When to visit Rome

The Pantheon

The busiest season for tourists in Rome is the spring and early summer. The weather is warm (but not yet too hot), and you avoid the worst of the winter rain. However, the city can really fill up with tourists during this time, so it's a trade off: if you come really off-season, in mid-winter, you have emptier streets, but there's more chance of rain and cold.

Another thing to take into account when you're planning a trip is Rome's many events and festivals. For more details of these, take a look at our section on annual events in Rome.

Summer in Rome

Depending on where you're coming from and what sort of weather you're used to, it might be worth avoiding the heat of the Roman summer. From mid July into early September it can get unpleasantly hot, with temperatures reaching into the forties (Celsius) or well over 100ºF. It's also worth bearing in mind that half of Rome shuts down for August, as the locals flee to the seaside or sit in their apartments nuzzling the air conditioning.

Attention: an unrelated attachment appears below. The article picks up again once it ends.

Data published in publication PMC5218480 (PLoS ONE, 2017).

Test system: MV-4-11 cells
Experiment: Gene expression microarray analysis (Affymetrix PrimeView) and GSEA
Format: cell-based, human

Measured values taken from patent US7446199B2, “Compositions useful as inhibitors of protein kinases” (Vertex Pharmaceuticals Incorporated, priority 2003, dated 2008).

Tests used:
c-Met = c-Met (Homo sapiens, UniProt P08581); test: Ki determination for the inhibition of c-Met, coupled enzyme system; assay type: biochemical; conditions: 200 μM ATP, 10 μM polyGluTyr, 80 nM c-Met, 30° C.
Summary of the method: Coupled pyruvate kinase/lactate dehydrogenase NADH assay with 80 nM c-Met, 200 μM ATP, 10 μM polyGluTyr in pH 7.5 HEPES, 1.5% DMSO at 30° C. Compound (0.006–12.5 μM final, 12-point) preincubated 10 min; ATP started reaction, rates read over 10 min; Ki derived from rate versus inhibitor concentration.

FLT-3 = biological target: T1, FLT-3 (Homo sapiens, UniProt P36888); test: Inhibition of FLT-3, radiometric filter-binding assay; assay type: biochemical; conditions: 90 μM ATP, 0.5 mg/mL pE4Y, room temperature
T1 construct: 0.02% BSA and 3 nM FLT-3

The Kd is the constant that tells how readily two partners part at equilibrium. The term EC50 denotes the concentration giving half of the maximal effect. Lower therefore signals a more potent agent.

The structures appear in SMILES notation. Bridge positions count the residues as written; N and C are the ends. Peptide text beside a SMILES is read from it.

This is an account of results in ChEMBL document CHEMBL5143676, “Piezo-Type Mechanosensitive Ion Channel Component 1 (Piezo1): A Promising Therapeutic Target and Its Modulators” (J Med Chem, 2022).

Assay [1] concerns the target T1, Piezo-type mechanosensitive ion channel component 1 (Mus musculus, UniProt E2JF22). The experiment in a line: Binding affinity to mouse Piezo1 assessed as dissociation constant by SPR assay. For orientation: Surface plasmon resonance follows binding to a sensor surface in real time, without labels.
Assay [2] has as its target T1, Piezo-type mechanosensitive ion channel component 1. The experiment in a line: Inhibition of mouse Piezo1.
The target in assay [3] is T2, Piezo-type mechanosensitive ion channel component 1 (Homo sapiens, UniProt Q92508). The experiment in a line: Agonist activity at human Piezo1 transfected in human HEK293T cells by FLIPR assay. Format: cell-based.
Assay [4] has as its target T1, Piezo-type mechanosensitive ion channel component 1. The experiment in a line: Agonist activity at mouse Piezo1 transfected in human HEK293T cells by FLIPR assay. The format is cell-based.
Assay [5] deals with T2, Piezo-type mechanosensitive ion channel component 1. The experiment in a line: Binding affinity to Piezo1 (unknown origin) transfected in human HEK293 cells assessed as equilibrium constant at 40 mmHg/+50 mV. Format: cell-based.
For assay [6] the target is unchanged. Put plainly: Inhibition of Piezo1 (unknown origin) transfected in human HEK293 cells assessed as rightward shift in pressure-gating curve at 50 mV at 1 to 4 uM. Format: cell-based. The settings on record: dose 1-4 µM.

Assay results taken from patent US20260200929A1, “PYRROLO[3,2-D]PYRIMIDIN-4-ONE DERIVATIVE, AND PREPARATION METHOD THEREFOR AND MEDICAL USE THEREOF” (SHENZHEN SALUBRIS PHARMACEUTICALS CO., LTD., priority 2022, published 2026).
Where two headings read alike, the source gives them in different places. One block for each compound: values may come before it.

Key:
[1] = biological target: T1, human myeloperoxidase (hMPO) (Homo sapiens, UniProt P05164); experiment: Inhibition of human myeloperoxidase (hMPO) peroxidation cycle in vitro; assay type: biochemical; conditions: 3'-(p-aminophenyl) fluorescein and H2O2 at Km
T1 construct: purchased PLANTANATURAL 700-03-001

If you can stand the heat, August does offer the advantage of emptier streets, but if this is your only trip to Rome, closed shops and attractions can be frustrating.

How long to spend in Rome

There's no danger of exhausting Rome in two weeks, or for that matter in two years. There is so much for tourists to do and see in Rome that you simply aren't going to get through it all. In fact, it's a bad idea to try to see everything, as you may end up focussing more on what you've missed than on what you've enjoyed. (For example, if you're only going to be in Rome for one or two days, you may want to skip the Vatican Museums and the Sistine Chapel, or you could end up spending most of your time in Rome experiencing a real Roman queue.)

A little time spent researching the things you particularly don't want to miss will pay off when you're there. Work out what you really must see, and treat anything else you might find time to look at as a bonus. After you arrive, be prepared to take things at your own pace. You could charge around trying to see everything, but then you would miss the pleasure of simply being at a loose end in one of the most beautiful cities in the world.